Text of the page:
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Livedrive: a backup disaster story

About 8 years ago, I posted about large and cheap storage/backup solutions. About that time, I subscribed to my favorite pick in this list. And it seemed pretty great. Lots of space for manual storage and “unlimited” space for automatic backups (NB: “unlimited” for automatic backups means it’s actually quite limited, by the storage size on your backed-up computers + the limited amount of folders you choose to back up). All good, so far.

It all began with a payment processing issue…

Fast forwarding to 8 years later. I’m a bit late for my renewal, as usual. Well, not late-late, but late “just a few days before the deadline”. Because I use single-use debit cards (“e-cards”), and the core concept of those is “you create it, you use it immediately”.
And for the first time in 8 years, it’s rejected. Not “not enough funds” rejected, not “bank declined for some reason” rejected, just “we failed to process your payment try again” rejected. I tried lots of things: other e-cards, even physical cards, completing my billing address, which had been partial from the beginning, without it being an issue ever, etc. Nothing worked.
Contacted support and waited.

… but support was unresponsive

It was Friday, more or less in the middle of the day… You guessed it, they didn’t reply before the weekend. Yikes.
But as we’ll see later on, it turned out to be a blessing in disguise.

So I waited, during the weekend.
But as we’ll see later on, that was a bit stupid.

Monday morning now. Last day paid for in my current subscription state. Getting a bit nervous there…
Midday. Getting a bad feeling about this. If you have a customer writing to you because they want to pay you, you wouldn’t leave them hanging, would you? I start thinking about holidays for some reason, so I look a bit online, and…
Spring Bank Holiday
Bloody Hell. Hurray for a UK company 😡

Made in Britain (from The IT Crowd)

So I started recovering my backup…

Sounds like a good time to start panicking. I assume they have a grace period, but I decide I’ll try to download as much of my backup as I can. A quick calculation shows I won’t have time to download everything before the end of the day (told you waiting had been a bit stupid). Great, now I have to pick. Good thing I mostly have large files: downloading the first few will give me a lot of time to think about the next ones. I start downloading.

And this is where things go incredibly south. Let’s say nothing about SFTP being so unusably slow that I had to use FTP (“Welcome to 2001… wait, aren’t we in 2021?”), and let a picture be worth a thousand words. Or a few thousand files:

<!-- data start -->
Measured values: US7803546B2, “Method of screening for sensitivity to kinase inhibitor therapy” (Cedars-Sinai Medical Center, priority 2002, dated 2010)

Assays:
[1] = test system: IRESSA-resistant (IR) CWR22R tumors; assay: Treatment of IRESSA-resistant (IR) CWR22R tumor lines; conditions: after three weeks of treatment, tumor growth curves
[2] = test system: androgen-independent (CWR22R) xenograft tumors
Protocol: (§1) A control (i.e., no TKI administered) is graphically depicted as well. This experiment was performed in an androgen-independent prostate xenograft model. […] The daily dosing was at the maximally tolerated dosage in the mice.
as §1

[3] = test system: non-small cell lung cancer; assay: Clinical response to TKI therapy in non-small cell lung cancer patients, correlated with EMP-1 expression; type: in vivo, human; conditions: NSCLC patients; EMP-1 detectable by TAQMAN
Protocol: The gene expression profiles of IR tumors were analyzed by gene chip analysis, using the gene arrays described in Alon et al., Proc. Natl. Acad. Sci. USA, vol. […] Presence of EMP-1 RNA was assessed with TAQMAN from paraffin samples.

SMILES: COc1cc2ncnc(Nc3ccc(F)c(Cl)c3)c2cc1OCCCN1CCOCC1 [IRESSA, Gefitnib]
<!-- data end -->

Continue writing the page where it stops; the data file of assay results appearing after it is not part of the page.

… only to find it was largely unrecoverable

Did you see it? No? Look at the bottom. Still no? Bottom-left. That’s right: for 3944 total files, 262 failed! That’s over 6.6% (almost 6.66%, the number of the Beast 👀). And I retried a bunch of them: it didn’t change a thing. A lost file was a lost file. For. Fuck. Sake.

I also gave a try to downloading from the web interface. Admire how a 10 GB file turns into a 0-byte file, without the slightest error message. “Everything normal, SNAFU”. Splendid:

Systems normal - all fucked up

Fun fact: file size didn’t seem to matter in how likely it was for a file to be lost. If random clusters would get lost, and as a result would doom the large file they were a part of, I would expect to lose almost all my huge files, and not nearly as many small files. But no, I lost many “small” files (a few MB), and not that many “huge” files (more than 5 GB). I seriously wonder how the hell you lose random files rather than random clusters… My best guess is 1) no data replication at all and 2) each file is placed on a single, random hard drive (independently from the time of upload, as files I had uploaded together didn’t necessarily had the same conservation status).

So I left

From that moment on, obviously I was fully decided not to renew my subscription. So I kept downloading even faster. I actually managed to get back most of my data, as my account wasn’t cut off at midnight, but kind of late in the following afternoon. Had I let it run for the night (silly me… :/), I would probably have gotten back everything. That is, everything that hadn’t been lost.

So, as I said earlier, that payment failure was a blessing in disguise, since it made me realize I was paying for a backup that pretty much had no value. 168€/year for 5TB for storage (+ automated backups, this I haven’t replaced yet).